Poll: Support For Offshore Drilling Takes Big Hit After Gulf Spill

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Americans are much less interested in supporting off-shore drilling in the wake of the calamitous oil spill in the Gulf of Mexico. That’s according to a new poll from Rasmussen, which shows support for drilling has dropped by 14% since late March. The number of Americans who say they’re concerned about the environmental impact of offshore drilling jumped 20% in the same period.

A majority of Americans, 58%, still support adding more oil wells to the nation’s coastal waters. But that’s down from 72% less than Ramussen’s March poll. Less than half in that poll, 49%, said the were “at least somewhat concerned about environmental problems caused by drilling. In the new poll, 69% say they’re concerned about the environmental impact of drilling.

The Rasmussen poll was conducted among 1000 likely voters on May 4-5. The margin of error is 3%.The images of a the creeping oil slick off the coast of Louisiana that experts say could lead to the largest oil-caused environmental disaster in American history appear to have had an effect on Americans who previously said they were in support of offshore drilling. Proponents of the practice have long said drilling will reduce the nation’s reliance on foreign oil, an argument that in the past at least seems to have swayed large numbers.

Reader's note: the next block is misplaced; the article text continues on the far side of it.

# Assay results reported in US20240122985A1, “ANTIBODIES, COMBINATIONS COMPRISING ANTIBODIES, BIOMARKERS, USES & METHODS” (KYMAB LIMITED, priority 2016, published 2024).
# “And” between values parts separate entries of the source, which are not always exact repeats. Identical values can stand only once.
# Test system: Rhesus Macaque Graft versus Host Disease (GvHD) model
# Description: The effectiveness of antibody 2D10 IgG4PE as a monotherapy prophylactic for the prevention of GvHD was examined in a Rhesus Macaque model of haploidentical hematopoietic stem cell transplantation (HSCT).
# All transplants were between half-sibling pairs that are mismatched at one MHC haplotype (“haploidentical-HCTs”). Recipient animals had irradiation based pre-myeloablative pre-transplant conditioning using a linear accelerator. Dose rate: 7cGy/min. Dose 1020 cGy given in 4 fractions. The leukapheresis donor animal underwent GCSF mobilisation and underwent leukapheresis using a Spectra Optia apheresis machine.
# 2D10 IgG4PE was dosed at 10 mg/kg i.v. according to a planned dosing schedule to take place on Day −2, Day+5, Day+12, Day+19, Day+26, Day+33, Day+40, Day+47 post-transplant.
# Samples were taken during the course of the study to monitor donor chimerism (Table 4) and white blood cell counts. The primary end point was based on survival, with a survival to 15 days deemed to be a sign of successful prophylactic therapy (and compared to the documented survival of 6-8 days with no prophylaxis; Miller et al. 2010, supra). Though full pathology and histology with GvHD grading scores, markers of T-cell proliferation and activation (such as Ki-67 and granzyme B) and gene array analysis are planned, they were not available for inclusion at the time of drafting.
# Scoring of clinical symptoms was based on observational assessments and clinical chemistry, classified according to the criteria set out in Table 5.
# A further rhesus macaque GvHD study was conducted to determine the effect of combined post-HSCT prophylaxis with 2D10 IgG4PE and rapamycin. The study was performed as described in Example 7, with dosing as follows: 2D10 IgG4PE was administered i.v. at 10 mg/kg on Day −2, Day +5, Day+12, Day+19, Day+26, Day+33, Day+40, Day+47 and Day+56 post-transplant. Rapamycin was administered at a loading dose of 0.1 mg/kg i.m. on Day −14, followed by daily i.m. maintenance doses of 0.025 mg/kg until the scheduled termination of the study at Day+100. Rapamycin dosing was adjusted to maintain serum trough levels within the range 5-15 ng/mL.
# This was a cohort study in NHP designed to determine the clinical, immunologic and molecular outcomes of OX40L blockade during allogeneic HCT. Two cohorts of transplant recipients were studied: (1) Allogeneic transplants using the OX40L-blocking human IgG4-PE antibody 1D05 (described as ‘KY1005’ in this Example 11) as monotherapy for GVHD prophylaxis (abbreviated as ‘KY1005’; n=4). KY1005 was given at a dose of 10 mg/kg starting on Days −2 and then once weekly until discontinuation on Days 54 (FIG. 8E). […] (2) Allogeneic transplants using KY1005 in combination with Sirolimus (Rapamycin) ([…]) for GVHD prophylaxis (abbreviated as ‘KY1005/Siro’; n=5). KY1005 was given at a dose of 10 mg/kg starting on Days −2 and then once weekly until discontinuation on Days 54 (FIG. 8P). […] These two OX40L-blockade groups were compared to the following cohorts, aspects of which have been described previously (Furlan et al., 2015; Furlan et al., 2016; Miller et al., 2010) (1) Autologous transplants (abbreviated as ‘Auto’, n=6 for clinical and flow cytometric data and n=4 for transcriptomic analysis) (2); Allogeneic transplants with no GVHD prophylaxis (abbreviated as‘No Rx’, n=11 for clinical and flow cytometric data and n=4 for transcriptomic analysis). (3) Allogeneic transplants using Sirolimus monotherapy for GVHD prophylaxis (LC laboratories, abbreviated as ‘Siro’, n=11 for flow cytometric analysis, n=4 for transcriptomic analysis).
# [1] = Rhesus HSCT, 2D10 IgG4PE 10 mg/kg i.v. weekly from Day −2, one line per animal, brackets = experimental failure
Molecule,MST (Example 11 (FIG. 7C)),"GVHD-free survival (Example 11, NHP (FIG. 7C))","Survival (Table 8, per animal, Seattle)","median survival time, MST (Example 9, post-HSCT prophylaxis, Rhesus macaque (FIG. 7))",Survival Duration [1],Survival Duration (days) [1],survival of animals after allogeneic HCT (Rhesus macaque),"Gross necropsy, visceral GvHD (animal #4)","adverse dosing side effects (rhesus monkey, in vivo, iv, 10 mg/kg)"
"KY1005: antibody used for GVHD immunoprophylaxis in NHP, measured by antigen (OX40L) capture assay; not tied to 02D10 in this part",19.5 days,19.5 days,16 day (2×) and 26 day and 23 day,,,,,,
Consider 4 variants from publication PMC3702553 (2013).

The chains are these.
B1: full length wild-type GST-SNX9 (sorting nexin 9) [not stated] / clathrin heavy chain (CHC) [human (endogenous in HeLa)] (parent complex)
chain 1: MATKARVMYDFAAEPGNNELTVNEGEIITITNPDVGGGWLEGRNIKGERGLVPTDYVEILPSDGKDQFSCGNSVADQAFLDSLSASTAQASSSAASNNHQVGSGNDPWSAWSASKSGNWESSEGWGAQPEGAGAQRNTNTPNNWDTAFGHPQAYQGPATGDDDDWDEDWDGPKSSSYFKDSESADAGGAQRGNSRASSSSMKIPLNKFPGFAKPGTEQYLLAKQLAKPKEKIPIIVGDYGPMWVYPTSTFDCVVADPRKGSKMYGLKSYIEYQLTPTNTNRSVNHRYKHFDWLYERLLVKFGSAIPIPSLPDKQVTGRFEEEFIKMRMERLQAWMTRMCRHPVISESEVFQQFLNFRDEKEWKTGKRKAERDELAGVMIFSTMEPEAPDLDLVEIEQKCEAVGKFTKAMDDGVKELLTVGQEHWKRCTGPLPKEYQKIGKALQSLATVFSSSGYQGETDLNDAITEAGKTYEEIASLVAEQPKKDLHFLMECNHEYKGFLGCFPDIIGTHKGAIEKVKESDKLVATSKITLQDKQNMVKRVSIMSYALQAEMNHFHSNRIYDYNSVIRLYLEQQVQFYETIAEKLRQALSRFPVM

But with proponents who have said that modern drilling techniques are safe — including President Obama — with egg on their face in the midst of the ongoing catastrophe, the Rasmussen poll shows Americans are shifting their focus from concerns over foreign oil to worry about the potential risks to the domestic environment.

[TPM SLIDESHOW: Fire In The Gulf: New Pictures Of The Deepwater Horizon]

Another recent poll, from Zogby Interactive, also shows majorities of Americans still support off-shore drilling, but have new concerns about the practice. That poll — which uses methodology generally seen as less reliable than telephone polls — showed 63% supported expanding offshore drilling in the Atlantic in the wake of the spill. The same percentage of respondents said they favored a temporary suspension on plans to expand off-shore oil production while the Gulf spill is investigated.

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